Graphene, or single-layered graphite, with its high crystallinity and interesting semimetal electronic properties, has emerged as an exciting two-dimensional material showing great promise for the fabrication of nanoscale devices1,2,3. Thin, elongated strips of graphene that possess straight edges, termed graphene ribbons, gradually transform from semiconductors to semimetals as their width increases4,5,6,7, and represent a particularly versatile variety of graphene. Several lithographic7,8, chemical9,10,11 and synthetic12 procedures are known to produce microscopic samples of graphene nanoribbons, and one chemical vapour deposition process13 has successfully produced macroscopic quantities of nanoribbons at 950 °C. Here we describe a simple solution-based oxidative process for producing a nearly 100% yield of nanoribbon structures by lengthwise cutting and unravelling of multiwalled carbon nanotube (MWCNT) side walls. Although oxidative shortening of MWCNTs has previously been achieved14, lengthwise cutting is hitherto unreported. Ribbon structures with high water solubility are obtained. Subsequent chemical reduction of the nanoribbons from MWCNTs results in restoration of electrical conductivity. These early results affording nanoribbons could eventually lead to applications in fields of electronics and composite materials where bulk quantities of nanoribbons are required15,16,17.
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The authors thank P. M. Ajayan, W. Guo, J. Duque, Z. Sun, and Z. Jin for technical assistance and discussions. Mitsui & Co. generously donated the MWCNTs. The work was funded by the US Defense Advanced Research Projects Agency, the US Federal Aviation Administration, Department of Energy (DE-FC-36-05GO15073) and Wright Patterson Air Force Laboratory through the US Air Force Office of Scientific Research.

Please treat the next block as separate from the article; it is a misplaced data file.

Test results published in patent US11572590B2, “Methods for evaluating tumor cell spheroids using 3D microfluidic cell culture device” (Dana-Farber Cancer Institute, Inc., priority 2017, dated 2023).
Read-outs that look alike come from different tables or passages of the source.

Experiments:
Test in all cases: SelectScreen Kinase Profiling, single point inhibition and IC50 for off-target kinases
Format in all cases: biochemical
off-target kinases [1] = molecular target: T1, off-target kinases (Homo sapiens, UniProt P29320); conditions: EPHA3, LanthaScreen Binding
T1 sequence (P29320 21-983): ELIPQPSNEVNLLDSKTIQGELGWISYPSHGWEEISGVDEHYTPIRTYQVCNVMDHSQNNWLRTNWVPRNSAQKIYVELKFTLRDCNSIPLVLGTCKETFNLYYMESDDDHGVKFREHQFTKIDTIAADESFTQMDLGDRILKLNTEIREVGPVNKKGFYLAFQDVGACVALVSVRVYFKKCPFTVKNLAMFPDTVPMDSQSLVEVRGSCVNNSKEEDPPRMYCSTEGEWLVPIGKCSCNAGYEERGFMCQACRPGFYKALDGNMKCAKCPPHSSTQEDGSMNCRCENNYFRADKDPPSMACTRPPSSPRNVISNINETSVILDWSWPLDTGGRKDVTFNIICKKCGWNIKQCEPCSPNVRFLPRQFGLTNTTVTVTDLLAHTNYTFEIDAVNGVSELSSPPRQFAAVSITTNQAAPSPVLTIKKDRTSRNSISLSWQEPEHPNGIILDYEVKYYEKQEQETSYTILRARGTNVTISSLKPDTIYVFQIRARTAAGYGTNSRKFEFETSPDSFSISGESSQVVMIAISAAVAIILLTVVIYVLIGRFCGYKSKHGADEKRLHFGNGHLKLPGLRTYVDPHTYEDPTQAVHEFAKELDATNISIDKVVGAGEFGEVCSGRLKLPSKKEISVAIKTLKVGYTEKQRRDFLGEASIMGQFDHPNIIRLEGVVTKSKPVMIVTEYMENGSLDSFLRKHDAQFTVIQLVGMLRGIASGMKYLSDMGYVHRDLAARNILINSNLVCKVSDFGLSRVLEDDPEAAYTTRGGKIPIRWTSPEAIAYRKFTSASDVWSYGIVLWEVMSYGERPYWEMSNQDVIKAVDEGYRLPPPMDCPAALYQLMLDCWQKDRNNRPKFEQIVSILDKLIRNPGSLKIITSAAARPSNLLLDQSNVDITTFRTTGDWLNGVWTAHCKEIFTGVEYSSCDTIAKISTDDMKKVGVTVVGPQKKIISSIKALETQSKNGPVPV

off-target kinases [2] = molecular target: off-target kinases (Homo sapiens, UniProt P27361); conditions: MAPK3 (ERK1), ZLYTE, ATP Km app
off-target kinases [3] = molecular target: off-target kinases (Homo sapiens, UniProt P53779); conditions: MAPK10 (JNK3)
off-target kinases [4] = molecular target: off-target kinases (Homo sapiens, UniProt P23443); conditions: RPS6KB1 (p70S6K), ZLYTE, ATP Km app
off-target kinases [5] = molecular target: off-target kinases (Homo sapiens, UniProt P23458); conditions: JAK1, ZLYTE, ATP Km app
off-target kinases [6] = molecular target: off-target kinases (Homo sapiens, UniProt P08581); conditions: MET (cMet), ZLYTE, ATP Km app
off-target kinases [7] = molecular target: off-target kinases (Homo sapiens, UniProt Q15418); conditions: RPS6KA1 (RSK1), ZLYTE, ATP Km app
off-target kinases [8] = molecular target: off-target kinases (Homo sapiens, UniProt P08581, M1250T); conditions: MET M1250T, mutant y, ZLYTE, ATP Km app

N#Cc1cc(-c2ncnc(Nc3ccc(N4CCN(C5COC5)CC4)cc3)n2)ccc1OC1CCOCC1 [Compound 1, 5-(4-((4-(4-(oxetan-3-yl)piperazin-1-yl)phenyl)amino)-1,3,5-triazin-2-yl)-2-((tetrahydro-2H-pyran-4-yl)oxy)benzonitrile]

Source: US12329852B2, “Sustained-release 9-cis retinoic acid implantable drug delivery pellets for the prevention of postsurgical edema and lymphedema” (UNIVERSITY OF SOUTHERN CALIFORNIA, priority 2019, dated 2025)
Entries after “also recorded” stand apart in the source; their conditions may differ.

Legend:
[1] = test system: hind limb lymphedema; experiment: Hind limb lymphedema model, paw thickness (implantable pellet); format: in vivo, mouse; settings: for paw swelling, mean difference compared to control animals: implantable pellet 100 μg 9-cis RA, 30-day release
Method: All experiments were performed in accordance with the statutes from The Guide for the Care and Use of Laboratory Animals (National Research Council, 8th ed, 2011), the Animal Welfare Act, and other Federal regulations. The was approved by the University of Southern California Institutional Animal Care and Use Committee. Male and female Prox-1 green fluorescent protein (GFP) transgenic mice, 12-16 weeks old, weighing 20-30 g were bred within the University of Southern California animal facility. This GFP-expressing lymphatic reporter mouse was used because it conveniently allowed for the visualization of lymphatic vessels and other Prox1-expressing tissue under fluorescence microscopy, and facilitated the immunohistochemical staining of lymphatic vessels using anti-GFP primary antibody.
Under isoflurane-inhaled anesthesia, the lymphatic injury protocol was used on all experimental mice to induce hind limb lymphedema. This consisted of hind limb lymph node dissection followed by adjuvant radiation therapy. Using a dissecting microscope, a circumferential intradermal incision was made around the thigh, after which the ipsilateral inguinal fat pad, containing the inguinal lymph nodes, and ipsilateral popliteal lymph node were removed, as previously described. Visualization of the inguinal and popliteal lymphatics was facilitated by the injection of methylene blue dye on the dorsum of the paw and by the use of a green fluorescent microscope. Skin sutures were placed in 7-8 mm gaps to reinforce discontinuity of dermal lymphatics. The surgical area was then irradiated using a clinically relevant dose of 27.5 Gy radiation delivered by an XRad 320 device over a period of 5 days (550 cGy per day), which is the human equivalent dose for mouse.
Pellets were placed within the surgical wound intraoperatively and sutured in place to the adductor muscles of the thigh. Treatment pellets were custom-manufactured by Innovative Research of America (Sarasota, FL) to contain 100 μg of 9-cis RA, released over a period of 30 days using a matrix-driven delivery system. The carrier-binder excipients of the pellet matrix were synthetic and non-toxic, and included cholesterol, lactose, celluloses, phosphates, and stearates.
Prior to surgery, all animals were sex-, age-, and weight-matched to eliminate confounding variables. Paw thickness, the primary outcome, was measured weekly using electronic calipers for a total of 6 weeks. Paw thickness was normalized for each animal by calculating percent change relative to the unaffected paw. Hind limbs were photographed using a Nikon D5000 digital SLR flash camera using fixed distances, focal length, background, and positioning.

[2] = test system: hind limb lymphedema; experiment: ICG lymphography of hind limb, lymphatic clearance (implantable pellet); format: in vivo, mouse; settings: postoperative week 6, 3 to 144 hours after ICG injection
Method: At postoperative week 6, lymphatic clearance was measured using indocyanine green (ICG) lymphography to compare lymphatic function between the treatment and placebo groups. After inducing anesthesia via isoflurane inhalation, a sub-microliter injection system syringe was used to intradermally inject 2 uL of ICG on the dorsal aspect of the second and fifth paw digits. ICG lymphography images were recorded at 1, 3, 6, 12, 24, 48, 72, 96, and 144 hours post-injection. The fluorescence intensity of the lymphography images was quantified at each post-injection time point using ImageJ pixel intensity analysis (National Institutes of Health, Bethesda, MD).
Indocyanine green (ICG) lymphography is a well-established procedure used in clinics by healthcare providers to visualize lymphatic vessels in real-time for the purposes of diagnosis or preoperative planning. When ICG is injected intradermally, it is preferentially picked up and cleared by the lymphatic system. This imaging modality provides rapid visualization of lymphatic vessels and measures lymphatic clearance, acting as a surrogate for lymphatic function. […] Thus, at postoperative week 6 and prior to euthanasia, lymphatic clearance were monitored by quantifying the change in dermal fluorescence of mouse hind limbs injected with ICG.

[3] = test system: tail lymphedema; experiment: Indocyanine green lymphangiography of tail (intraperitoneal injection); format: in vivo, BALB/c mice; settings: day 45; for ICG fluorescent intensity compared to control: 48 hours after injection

Author Contributions D.V.K. discovered the unzipping reaction and made most of the analysed ribbons. A.L.H. obtained and analysed most of the analysis data including the TEM, AFM, ultraviolet, XPS, TGA, Raman and infrared data; she also made some of the ribbons and wrote the majority of the manuscript. A.S. fabricated and tested the electronic devices. J.R.L performed some of the spectral analysis including the X-ray diffraction. A.D. prepared and studied the nanoribbons on silicon surfaces for electrical analysis. B.K.P. performed some of the AFM analyses. J.M.T. oversaw and directed all aspects of the syntheses, data analysis and manuscript correction and finalization.
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Kosynkin, D., Higginbotham, A., Sinitskii, A. et al. Longitudinal unzipping of carbon nanotubes to form graphene nanoribbons. Nature 458, 872–876 (2009). https://doi.org/10.1038/nature07872
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